Because of this, we have not yet had to contend with battery disposal at a large scale. It's been pretty minute as of yet. And as more and more electric vehicles hit the roads, recycling and disposal remains a massive issue. And that is something that will really need addressing before it arrives at our doorstep. We don't want to end up at the end of these battery's life cycles and have a massive wave of batteries that we now have to deal with. That would not be ideal. But what would be ideal is being able to recycle the batteries, or at least the materials inside, because that would ease the strain of the disposal issue, where we would be able to reuse most of the battery components and consequently decrease the reliance on the supply of certain rare earth elements like nickel or like cobalt that have to be mined to be able to be used.
Now, currently there are three major types of battery recycling processes. The first two are metallurgical techniques that are called pyrometallurgy, and hydrometallurgy, where cathode materials are extracted from the battery by burning into slag or dissolving in acid respectively. Now, these techniques require the complete reconstruction of the cathode prior to the manufacturing of a new battery. And the third, and ideal recycling technique, this is my favorite one, is direct recycling where the cathode is actually kept intact during battery disassembly. This is a largely theoretical process at the moment as the first attempts were subject to massive losses of cathode matter. Not so great. However, current battery recycling techniques do not have an advantageous price, which is a big bummer because freshly mined materials at the moment are cheaper than the cost of recycling techniques, which causes a major point of frustration for operators and consumers hoping for a more sustainable solution of equal or lesser cost to make it more of an attractive option to everyone.
On top of that, current recycling techniques are insufficient for the demand that will be required in the near future. Like I said, the popularity of electric vehicles is only beginning to skyrocket, and whilst it might not be perhaps right for your fleet or maybe not right for you right now, it's right for somebody else in another part of the world or even another region in your own organizational territory. And that's one thing that the International Energy Agency, the IEA estimates that EVs put on the road in 2019 will ultimately generate 500,000 metric tons of waste. And we currently only have the capacity to approximately recycle around 180,000 metric tons. And that was just 2019. We're in 2023 now, so that has actually increased over the last few years. I don't know if that's exactly what you would call an even keel.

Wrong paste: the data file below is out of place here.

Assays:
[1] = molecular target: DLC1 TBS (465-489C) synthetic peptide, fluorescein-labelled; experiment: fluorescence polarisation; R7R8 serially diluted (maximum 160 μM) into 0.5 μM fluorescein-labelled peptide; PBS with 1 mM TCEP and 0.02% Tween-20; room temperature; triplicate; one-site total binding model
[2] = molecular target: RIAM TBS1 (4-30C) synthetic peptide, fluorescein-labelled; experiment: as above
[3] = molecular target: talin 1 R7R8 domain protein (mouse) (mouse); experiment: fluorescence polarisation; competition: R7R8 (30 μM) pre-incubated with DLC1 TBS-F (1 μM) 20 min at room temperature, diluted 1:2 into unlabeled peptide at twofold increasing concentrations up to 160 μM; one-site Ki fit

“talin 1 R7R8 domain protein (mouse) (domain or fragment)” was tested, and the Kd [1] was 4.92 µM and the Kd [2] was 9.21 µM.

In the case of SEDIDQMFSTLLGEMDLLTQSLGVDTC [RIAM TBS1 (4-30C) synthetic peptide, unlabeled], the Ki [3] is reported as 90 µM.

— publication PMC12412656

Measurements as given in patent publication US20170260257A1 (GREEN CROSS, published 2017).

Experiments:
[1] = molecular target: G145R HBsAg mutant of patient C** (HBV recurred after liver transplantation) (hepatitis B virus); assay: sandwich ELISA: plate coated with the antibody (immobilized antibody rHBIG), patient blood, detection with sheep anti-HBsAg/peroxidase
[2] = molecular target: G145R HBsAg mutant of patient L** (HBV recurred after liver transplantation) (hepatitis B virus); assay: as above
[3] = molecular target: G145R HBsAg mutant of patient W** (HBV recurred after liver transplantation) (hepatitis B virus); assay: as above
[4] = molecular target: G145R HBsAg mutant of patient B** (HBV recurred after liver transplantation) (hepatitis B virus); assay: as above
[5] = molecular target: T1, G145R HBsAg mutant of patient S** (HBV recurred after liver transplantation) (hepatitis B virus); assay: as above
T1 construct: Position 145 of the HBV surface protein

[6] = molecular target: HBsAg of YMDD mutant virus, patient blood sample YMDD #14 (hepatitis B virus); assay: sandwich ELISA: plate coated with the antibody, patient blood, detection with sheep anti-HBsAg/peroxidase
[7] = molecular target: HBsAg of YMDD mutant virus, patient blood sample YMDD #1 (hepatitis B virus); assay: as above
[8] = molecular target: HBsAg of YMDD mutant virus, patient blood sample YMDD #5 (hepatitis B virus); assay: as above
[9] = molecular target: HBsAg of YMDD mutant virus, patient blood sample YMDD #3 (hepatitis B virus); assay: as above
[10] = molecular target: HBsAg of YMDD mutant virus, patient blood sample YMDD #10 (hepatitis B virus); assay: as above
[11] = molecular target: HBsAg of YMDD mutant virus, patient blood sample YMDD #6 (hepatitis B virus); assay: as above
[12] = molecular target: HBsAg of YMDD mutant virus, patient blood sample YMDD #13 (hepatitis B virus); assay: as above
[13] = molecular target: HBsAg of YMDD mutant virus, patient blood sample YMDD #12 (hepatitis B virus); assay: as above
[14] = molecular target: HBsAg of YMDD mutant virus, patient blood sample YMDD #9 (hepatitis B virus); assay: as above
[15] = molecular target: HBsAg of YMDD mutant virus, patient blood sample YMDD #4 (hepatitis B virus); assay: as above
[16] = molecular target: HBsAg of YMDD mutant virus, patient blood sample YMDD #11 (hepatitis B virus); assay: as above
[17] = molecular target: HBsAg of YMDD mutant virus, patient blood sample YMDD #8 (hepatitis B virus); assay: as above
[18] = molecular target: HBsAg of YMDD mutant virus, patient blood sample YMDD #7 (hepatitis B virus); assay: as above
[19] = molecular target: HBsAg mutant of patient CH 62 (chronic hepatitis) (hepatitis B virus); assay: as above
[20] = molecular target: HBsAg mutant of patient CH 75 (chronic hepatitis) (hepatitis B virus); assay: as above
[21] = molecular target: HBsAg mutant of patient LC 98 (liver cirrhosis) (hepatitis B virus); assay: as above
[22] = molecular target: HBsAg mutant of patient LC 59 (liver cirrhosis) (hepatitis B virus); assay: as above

Anyways, I know I've thrown a lot of information at you this week. I am no stranger to that, and because I like to keep these episodes a bit more bite-sized, not always, I'll admit, but a bit more bite-sized when I go on the tech-heavy side, that is where I will leave it for you today. Now, if you're still ready for more on EV tech, how it's used, how it's produced, how it's manufactured, et cetera, all the good stuff, make sure you tune in next week on Friday for part three of our four part EV tech series here on the Fleet FYIs podcast. As always, if you have any questions about the technology itself or how to report on electric vehicles in your fleet, please don't hesitate to reach out. I would love to hear from you. Send me an email. Tag us on LinkedIn, use the hashtag UtilimarcFleetFYI, send a carrier pigeon.
You know the drill by now. And one thing I just want to mention before you go back to your busy schedules and enjoy your weekend is I would love, if you are not already, for you to subscribe to the Fleet FYIs podcast on whatever streaming platform that you are listening from, whether it be Apple Podcast, Spotify, Teaser, whatever it is. I'd love to have you subscribe just so that you can come back and hear more from us each and every single week. And if you feel so inclined, you could leave us a review because it helps other folks similar to you find the show and to be able to get as much value from it as hopefully you do. And it also really supports us too, which I love to see you guys doing.
Anyways, that is all for me for this week, so I will speak to you again on Friday. Ciao. Hey, there, it's me again. I think it's time to cue the virtual high five because you've just finished listening to another episode of the Fleet FYIs podcast. If you're already wanting more on all things fleet and vehicle technology, head over to Utilimarc.com, which is Utilimarc with a C, U-T-I-L-I-M-A-R-C.com for this episode show notes and extra insights coming straight from our analyst to you. That's all for me this week, so until next time, I'll catch you later.